(vii) Famous and well-known marks have been the special target of predatory and parasitical practices on the part of a small, but active, minority of domain name registrants. A mechanism should be introduced whereby the owner of a famous or well-known mark can obtain an exclusion in some or all gTLDs for the name of the mark where the mark is famous or well-known on a widespread geographical basis and across different classes of goods or services. The effect of the exclusion would be to prohibit any person other than the owner of the famous or well-known mark from registering the mark as a domain name.

(viii) The exclusion mechanism gives expression in cyberspace to the special protection that is established for famous and well-known marks in the Paris Convention for the Protection of Industrial Property and the TRIPS Agreement.

(ix) Since an exclusion would cover only the exact name of the famous or well-known mark, and since experience shows that cybersquatters typically register many close variations of famous or well-known marks, an exclusion, once granted, should give rise to an evidentiary presumption in the administrative procedure. The effect of the evidentiary presumption would to place the burden of proving justification for the use of a domain name on the domain name holder where the domain name is identical or misleadingly similar to the famous or well-known mark and the domain name is being used in a way that is likely to damage the interests of the owner of the mark.


New gTLDs

(x) The evidence shows that the experience of the last five years in gTLDs has led to numerous instances of abusive domain name registrations and, consequently, to consumer confusion and an undermining of public trust in the Internet. It has also led to the necessity for intellectual property owners to invest substantial human and financial resources in defending their interests. This arguably wasteful diversion of economic resources can be averted by the adoption of the improved registration practices, administrative dispute-resolution procedure and exclusion mechanism recommended in the Final Report of the WIPO Process.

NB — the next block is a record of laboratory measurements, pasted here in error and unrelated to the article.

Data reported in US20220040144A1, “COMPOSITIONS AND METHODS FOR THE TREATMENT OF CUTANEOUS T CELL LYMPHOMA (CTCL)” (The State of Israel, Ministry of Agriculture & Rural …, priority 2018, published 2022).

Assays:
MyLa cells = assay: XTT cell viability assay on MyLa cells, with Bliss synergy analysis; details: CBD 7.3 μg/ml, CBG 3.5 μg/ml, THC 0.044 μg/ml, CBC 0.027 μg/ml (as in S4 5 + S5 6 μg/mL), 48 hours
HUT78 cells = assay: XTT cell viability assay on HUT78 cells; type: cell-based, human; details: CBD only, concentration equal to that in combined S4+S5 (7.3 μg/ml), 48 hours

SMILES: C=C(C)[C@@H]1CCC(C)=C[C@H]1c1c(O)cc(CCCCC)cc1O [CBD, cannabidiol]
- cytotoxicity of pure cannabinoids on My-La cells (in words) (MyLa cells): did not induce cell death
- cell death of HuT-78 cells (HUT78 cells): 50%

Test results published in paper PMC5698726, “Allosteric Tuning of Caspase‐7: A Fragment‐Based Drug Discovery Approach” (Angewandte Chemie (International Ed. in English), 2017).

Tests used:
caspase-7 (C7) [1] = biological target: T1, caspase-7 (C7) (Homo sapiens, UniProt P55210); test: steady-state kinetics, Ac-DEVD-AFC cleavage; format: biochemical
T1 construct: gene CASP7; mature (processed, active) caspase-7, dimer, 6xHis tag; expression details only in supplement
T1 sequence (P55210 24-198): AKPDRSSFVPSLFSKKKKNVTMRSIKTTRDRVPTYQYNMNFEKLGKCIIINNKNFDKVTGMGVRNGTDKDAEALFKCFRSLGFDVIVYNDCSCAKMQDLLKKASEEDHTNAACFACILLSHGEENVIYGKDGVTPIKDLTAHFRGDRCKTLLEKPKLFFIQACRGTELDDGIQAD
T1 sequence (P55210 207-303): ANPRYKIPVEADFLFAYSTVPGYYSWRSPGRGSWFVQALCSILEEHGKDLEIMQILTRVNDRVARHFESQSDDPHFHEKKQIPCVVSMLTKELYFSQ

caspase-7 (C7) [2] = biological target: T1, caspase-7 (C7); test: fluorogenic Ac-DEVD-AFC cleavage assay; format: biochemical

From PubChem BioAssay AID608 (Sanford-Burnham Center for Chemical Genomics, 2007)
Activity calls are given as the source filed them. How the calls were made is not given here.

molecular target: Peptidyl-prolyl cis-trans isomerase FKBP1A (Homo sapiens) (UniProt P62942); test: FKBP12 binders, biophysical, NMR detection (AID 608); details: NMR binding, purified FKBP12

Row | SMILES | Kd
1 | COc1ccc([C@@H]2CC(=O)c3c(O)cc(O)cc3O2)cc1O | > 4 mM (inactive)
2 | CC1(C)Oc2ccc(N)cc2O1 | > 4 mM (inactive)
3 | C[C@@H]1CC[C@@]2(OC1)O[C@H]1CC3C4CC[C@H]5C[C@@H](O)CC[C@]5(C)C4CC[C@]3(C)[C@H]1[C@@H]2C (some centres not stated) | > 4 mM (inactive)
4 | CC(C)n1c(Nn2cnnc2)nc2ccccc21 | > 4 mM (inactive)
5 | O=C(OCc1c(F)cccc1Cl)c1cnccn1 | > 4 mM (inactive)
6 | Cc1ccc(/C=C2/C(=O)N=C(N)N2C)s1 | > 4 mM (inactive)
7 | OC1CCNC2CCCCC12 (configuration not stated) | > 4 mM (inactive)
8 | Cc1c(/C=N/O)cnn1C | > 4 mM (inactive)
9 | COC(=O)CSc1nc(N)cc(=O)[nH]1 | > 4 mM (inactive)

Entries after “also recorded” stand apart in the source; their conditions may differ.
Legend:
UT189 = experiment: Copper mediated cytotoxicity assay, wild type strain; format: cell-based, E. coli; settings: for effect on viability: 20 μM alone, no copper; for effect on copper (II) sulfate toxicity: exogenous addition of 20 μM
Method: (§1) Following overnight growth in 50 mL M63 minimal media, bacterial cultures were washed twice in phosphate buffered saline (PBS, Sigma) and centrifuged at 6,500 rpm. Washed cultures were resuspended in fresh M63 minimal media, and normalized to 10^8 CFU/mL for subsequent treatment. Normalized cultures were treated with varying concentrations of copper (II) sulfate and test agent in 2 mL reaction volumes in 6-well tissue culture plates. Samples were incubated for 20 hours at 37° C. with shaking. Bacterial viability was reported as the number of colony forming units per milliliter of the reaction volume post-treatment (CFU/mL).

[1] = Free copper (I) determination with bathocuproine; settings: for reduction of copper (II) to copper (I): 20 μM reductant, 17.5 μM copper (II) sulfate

(xi) In view of past experience, intellectual property owners are very apprehensive about the introduction of new gTLDs and the possible repetition in the new gTLDs of that experience.

(xii) Many issues other than intellectual property protection are involved in the formulation of a policy on the introduction of new gTLDs. Insofar as intellectual property is concerned, it is believed that the introduction of new gTLDs may be envisaged on the condition that the recommendations of the WIPO Final Report with respect to improved registration practices, dispute resolution and an exclusion mechanism for famous and well-known marks are adopted, and on the further condition that any new gTLDs are introduced in a slow and controlled manner that allows for experience with the new gTLDs to be monitored and evaluated.


First Steps and Outstanding Issues

The recommendations of the Final Report of the WIPO Process have been directed at the most egregious problems between intellectual property and domain names and at obtaining effective solutions to those problems. Other issues remain outstanding and require further reflection and consultation. Amongst these other issues are:

(a) as signaled above, the exploration of the feasibility of introducing a non-commercial, use-restricted domain where contact details of domain name holders might not be readily available publicly;

(b) the problem of bad faith, abusive domain name registrations that violate intellectual property rights other than trademarks or service marks, for example, geographical indications and personality rights;

(c) the problem of bad faith, abusive domain name registrations of the names and acronyms of international intergovernmental organizations that are protected against use and registration as trademarks by the Paris Convention; and

(d) the problem of bad faith, abusive domain name registrations of International Nonproprietary Names selected by the World Health Organization for the identification of specific pharmaceutical substances under single, globally available names in order to protect the safety of patients.